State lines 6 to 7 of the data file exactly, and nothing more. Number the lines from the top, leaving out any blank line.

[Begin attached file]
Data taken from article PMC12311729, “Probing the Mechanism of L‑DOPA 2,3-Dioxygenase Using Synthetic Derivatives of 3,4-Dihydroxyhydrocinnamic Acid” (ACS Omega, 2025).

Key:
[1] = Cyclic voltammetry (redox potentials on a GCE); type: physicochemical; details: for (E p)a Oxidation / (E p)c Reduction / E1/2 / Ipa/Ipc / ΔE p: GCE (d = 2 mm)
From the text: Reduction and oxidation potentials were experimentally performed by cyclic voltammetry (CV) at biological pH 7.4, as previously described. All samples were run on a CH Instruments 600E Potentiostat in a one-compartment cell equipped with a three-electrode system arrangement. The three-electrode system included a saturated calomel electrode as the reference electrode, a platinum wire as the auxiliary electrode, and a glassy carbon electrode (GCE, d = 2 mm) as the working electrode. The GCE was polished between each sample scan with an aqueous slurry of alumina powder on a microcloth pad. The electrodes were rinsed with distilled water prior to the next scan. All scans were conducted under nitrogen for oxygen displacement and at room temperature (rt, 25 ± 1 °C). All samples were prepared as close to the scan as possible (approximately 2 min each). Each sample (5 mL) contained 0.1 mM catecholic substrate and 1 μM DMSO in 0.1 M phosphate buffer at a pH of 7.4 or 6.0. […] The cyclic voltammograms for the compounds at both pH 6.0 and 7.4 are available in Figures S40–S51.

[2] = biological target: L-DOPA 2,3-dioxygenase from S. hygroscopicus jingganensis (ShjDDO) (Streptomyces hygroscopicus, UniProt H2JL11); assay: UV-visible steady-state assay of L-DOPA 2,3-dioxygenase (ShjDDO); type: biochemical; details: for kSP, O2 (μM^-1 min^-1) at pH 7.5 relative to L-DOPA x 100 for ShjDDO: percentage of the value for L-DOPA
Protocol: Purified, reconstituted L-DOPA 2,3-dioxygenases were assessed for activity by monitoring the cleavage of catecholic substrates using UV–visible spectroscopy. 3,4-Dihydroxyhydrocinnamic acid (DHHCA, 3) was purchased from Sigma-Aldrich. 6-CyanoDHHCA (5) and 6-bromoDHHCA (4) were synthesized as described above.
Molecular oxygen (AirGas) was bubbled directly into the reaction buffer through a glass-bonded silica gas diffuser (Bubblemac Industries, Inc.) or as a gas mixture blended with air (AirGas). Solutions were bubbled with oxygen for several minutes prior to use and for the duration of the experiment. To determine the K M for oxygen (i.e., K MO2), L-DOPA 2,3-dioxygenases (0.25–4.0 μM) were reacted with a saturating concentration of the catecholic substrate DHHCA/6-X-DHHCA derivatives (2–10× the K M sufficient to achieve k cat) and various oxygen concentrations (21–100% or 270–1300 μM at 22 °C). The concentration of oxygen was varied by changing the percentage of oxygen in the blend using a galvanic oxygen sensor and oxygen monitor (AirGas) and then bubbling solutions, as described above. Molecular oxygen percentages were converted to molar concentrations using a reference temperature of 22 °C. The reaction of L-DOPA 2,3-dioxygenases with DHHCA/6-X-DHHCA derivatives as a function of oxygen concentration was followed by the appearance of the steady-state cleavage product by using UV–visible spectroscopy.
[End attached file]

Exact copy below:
Protocol: Purified, reconstituted L-DOPA 2,3-dioxygenases were assessed for activity by monitoring the cleavage of catecholic substrates using UV–visible spectroscopy. 3,4-Dihydroxyhydrocinnamic acid (DHHCA, 3) was purchased from Sigma-Aldrich. 6-CyanoDHHCA (5) and 6-bromoDHHCA (4) were synthesized as described above.
Molecular oxygen (AirGas) was bubbled directly into the reaction buffer through a glass-bonded silica gas diffuser (Bubblemac Industries, Inc.) or as a gas mixture blended with air (AirGas). Solutions were bubbled with oxygen for several minutes prior to use and for the duration of the experiment. To determine the K M for oxygen (i.e., K MO2), L-DOPA 2,3-dioxygenases (0.25–4.0 μM) were reacted with a saturating concentration of the catecholic substrate DHHCA/6-X-DHHCA derivatives (2–10× the K M sufficient to achieve k cat) and various oxygen concentrations (21–100% or 270–1300 μM at 22 °C). The concentration of oxygen was varied by changing the percentage of oxygen in the blend using a galvanic oxygen sensor and oxygen monitor (AirGas) and then bubbling solutions, as described above. Molecular oxygen percentages were converted to molar concentrations using a reference temperature of 22 °C. The reaction of L-DOPA 2,3-dioxygenases with DHHCA/6-X-DHHCA derivatives as a function of oxygen concentration was followed by the appearance of the steady-state cleavage product by using UV–visible spectroscopy.